Weekly Audit: We Welcome Our New Plutocratic Overlords

 

By Lindsay Beyerstein, Media Consortium blogger

Meet the new global elite. They’re pretty much the same as the old global elite, only richer and more smug.

Laura Flanders of GritTV interviews business reporter Chrystia Freeland about her cover story in the latest issue of the Atlantic Monthly on the new ruling class. She says that today’s ultra-rich are more likely to have earned their fortunes in Silicon Valley or on Wall Street than previous generations of plutocrats, who were more likely to have inherited money or established companies.

As a result, she argues, today’s global aristocracy believes itself to be the product of a meritocracy. The old sense of noblesse oblige among the ultra-rich is giving way to the attitude that if the ultra-rich could do it, everyone else should pull themselves up by their bootstraps.

Ironically, Freeland points out that many of the new elite got rich from government bailouts of their failed banks. It’s unclear why this counts as earning one’s fortune, or what kind of meritocracy reserves its most lavish rewards for its most spectacular failures.

Class warfare on public sector pensions

In The Nation, Eric Alterman assails the Republican-controlled Congress’s decision to scrap the popular and effective Build America Bonds program as an act of little-noticed class warfare:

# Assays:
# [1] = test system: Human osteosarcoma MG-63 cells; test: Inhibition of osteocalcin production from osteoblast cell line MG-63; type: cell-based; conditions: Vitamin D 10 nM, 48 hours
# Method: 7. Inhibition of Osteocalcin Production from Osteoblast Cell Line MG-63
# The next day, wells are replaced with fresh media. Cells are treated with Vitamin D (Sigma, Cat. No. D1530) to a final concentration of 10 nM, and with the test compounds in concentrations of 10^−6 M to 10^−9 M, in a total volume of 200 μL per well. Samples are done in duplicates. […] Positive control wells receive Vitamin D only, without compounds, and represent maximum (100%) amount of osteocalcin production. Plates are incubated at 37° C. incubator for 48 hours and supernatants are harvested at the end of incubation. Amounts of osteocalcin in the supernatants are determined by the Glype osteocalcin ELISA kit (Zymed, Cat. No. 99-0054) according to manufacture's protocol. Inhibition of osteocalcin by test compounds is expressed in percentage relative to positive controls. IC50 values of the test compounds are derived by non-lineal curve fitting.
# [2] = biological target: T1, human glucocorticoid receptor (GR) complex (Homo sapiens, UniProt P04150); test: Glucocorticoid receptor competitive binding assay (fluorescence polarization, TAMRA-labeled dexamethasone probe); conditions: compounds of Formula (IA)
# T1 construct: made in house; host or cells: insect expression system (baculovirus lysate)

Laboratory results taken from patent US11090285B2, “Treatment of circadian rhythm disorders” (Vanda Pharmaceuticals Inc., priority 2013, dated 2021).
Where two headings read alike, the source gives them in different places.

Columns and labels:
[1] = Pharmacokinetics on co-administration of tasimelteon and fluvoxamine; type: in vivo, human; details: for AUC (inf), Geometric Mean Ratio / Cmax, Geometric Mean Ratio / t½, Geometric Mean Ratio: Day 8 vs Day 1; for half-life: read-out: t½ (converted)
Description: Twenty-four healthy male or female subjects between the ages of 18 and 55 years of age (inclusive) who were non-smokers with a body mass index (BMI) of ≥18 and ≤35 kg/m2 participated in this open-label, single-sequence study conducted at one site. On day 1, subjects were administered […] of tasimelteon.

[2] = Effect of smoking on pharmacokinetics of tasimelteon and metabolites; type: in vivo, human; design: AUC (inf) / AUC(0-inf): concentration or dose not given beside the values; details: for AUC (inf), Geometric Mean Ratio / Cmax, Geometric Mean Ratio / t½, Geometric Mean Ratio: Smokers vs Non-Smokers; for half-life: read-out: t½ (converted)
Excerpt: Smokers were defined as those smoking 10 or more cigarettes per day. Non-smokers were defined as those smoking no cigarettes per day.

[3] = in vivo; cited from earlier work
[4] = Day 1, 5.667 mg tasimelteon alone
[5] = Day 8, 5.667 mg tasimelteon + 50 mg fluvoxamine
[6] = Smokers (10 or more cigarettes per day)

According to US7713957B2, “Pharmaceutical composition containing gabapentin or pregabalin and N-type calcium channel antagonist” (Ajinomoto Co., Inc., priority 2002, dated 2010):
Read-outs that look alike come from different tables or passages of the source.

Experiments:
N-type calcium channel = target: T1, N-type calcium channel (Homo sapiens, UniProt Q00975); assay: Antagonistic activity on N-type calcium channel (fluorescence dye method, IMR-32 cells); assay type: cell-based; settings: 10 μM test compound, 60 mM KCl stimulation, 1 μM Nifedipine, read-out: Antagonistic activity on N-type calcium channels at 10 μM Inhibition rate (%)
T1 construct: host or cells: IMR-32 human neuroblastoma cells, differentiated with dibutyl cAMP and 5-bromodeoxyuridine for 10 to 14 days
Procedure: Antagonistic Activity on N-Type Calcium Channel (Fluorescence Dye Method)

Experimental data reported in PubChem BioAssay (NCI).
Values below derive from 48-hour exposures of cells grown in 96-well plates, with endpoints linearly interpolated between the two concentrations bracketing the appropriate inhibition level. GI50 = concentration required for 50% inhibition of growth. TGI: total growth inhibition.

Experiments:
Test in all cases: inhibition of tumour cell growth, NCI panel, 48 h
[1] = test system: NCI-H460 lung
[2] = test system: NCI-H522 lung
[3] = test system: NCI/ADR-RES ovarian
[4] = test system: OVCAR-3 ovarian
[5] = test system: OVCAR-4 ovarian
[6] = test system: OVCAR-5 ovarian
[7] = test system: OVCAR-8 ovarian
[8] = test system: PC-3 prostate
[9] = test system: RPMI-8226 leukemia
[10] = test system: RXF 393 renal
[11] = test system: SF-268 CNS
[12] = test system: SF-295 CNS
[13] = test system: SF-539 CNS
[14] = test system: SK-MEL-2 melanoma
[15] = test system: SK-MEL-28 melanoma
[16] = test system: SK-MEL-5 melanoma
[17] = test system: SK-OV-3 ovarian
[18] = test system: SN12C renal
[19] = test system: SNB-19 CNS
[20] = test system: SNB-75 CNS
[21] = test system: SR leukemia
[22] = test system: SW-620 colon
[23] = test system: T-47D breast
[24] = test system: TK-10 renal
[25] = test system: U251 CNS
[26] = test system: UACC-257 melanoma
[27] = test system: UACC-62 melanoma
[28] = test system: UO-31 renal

These bonds, which make up roughly 20 percent of all new debt sold by states and local governments because of a federal subsidy equivalent to some 35 percent of interest costs, ended on December 31, as Republicans proved unwilling even to consider renewing them. The death of the program could prove devastating to states’ future borrowing.

Alterman notes that the states could face up to $130 billion shortfall next year. States can’t deficit spend like the federal government, which made the Build America Bonds program a lifeline to the states.

According to Alterman, Republicans want the states to run out of money so that they will be unable to pay the pensions of public sector workers. He notes that Reps. Devin Nunes (R-CA), Darrell Issa (R-CA) and Paul Ryan (R-WI) are also co-sponsoring a bill to force state and local governments to “recalculate” their pension obligations to public sector workers.

Divide and conquer

Kari Lydersen of Working In These Times explains how conservatives use misleading statistics to pit private sector workers against their brothers and sisters in the public sector. If the public believes that teachers, firefighters, meter readers and snowplow drivers are parasites, they’ll feel more comfortable yanking their pensions out from under them.

Hence the misleading statistic that public sector workers earn $11.90 more per hour than “comparable” private sector workers. However, when you take education and work experience into account, employees of state and local governments typically earn 11% to 12% less than private sector workers with comparable qualifications.

Public sector workers have better benefits plans, but only for as long as governments can afford to keep their contractual obligations.

Who’s screwing whom?

Former Secretary of Labor Robert Reich is calling for a sense of perspective on public sector wages and benefits. In AlterNet he argues that the people who are really making a killing in this economy are the ultra-rich, not school teachers and garbage collectors: